What is gum disease?
Periodontal disease is an infection of the soft tissues and bones that surround and support the teeth. It is also known by its much more common name: gum disease.
Gum disease has different stages, ranging from mild gingivitis that is only causing inflammation of soft tissues to severe periodontitis. In more advanced cases of gum disease, the bones and supporting structures of the teeth become infected. If left untreated, this infection can eventually result in tooth loss.
What causes gum disease?
Gum disease can be caused by a variety of factors, including bacteria and plaque buildup in the mouth, smoking, hormonal shifts, some prescription medications, nutritional deficiencies, uneven teeth, and even genetics. Some of these factors are controllable and can be used to help prevent gum disease. For example, quitting smoking and regular at-home dental care go a long way in helping you maintain your oral health.
Even the effects of factors that can't be controlled, such as genetics or medications, can be mitigated as long as you maintain a rigorous and thorough oral hygiene routine.
Example: You may be genetically predisposed to plaque buildup; however, if you brush and floss twice a day, in addition to visiting your dentist at prescribed intervals for a professional cleaning and checkup, the likelihood of developing gum disease is reduced.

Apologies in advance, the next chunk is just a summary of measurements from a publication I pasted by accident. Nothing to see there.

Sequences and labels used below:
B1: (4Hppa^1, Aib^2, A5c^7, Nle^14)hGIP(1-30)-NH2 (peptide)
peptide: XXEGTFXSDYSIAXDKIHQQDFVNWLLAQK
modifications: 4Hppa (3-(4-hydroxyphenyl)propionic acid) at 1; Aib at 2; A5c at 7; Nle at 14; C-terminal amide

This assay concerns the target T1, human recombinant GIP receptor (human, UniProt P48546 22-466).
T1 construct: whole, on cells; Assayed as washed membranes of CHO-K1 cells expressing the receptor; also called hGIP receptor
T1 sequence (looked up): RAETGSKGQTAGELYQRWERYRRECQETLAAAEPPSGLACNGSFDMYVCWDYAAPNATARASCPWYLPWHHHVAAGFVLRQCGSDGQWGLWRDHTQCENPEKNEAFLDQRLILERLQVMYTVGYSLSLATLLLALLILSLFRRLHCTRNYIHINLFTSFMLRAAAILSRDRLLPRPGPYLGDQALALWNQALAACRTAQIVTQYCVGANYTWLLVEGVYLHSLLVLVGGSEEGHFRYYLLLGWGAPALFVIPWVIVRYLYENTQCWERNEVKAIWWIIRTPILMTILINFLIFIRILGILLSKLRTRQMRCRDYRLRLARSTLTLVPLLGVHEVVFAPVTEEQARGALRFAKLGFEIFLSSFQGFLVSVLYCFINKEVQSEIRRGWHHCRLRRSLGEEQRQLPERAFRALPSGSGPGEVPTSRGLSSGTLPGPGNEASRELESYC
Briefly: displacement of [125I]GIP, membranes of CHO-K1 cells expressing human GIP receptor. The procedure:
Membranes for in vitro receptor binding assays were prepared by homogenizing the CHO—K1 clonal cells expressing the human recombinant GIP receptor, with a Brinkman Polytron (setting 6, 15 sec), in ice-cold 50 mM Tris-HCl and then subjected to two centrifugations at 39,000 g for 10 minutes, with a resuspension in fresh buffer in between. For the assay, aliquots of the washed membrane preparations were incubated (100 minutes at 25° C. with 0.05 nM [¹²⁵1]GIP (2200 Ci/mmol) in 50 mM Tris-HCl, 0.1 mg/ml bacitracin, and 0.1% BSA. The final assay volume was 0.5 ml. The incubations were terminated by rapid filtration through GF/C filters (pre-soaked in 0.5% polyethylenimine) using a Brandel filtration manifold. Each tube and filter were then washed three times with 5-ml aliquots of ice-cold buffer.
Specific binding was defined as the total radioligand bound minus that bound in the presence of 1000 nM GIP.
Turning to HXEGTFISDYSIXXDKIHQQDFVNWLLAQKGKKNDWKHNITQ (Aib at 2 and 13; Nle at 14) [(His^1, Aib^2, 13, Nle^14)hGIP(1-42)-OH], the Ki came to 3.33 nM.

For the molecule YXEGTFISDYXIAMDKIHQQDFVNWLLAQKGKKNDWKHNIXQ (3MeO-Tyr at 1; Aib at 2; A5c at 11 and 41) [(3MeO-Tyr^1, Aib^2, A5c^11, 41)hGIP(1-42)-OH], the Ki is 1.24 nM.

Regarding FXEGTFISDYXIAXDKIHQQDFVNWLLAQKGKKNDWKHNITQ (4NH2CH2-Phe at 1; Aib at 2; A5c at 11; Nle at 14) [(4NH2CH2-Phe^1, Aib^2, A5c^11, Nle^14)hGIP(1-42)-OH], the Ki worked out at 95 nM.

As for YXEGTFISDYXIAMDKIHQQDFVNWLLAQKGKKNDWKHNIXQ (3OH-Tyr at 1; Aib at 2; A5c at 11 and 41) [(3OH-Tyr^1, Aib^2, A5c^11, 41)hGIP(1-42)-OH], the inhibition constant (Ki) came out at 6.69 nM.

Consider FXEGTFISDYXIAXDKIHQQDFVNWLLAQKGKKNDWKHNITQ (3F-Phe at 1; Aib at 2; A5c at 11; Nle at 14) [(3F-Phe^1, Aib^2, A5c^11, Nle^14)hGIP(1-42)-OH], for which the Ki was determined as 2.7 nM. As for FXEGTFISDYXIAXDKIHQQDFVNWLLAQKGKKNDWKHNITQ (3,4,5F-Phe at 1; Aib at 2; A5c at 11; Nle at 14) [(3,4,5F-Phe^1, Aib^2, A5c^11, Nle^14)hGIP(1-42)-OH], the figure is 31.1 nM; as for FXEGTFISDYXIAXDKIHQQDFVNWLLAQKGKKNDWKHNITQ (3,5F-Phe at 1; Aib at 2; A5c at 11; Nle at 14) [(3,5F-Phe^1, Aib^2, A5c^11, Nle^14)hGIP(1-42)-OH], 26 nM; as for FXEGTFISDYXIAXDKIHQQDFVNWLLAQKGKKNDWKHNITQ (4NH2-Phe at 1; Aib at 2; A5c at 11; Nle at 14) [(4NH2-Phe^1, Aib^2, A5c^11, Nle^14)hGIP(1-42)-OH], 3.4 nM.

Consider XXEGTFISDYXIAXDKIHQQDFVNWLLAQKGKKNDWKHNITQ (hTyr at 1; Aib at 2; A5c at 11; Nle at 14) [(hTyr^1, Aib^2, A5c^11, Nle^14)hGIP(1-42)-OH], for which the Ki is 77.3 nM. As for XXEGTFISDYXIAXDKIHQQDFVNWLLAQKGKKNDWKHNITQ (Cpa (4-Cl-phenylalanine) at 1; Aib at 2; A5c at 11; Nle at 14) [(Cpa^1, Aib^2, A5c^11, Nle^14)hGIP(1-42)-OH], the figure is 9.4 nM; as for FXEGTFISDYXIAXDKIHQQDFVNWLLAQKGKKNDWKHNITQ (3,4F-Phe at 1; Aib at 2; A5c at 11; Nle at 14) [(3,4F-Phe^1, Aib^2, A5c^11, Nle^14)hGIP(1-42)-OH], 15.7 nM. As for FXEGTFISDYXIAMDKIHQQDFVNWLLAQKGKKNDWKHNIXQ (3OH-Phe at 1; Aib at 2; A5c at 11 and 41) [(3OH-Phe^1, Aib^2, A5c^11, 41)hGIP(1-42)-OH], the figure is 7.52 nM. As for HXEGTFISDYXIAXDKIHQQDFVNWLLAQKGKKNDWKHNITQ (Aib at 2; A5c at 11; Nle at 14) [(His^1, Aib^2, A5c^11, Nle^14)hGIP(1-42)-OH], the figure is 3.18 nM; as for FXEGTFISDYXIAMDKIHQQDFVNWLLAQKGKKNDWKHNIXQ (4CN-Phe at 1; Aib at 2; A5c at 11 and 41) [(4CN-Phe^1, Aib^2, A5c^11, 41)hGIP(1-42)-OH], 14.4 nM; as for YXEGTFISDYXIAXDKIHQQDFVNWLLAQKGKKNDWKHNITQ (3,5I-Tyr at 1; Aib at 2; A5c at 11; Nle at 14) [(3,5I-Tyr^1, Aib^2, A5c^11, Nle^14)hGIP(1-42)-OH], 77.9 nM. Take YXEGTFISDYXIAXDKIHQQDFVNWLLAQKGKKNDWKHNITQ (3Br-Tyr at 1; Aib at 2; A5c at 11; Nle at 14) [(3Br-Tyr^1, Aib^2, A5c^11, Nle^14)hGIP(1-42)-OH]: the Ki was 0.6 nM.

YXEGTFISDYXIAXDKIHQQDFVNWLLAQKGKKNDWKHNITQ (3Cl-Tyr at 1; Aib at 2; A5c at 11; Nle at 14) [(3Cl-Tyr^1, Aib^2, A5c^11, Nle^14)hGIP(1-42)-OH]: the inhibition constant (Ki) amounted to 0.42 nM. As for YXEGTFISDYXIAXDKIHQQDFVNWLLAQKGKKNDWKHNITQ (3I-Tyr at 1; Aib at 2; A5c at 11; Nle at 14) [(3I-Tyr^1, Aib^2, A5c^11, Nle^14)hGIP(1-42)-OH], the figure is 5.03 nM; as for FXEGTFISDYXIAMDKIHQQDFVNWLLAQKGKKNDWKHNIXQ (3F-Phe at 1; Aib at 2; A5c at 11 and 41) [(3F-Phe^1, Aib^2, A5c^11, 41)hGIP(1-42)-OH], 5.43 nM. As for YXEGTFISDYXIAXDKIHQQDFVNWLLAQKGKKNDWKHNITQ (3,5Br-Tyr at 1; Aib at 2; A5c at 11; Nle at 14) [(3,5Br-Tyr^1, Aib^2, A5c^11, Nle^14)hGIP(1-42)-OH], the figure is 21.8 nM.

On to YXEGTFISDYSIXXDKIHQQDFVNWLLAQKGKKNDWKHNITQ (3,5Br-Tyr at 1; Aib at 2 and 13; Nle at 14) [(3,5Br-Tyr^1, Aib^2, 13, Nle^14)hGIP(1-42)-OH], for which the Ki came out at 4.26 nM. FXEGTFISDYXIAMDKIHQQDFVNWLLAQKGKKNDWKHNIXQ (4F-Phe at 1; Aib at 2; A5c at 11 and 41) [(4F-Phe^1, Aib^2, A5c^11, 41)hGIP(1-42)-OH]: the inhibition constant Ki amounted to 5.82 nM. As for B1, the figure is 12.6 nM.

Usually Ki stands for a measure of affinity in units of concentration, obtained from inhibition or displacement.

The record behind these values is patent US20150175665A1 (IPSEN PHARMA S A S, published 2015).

The Most Common Cause of Gum Disease
Whether you are experiencing a hormonal shift (perhaps a pregnancy), are a regular smoker, or take a prescription medication, gum disease is ultimately caused by the unimpeded development of bacteria and plaque in the mouth.
This is actually good news because it means that most of the time gum disease is easily prevented by a good oral hygiene routine. While the above-listed issues can increase the risk of gum disease (and make prevention more difficult), it is ultimately up to you whether it actually develops.
The best way to prevent gum disease is twice-daily brushing and flossing, and regular visits to your dentist for professional cleanings (for most people, twice a year is should be sufficient).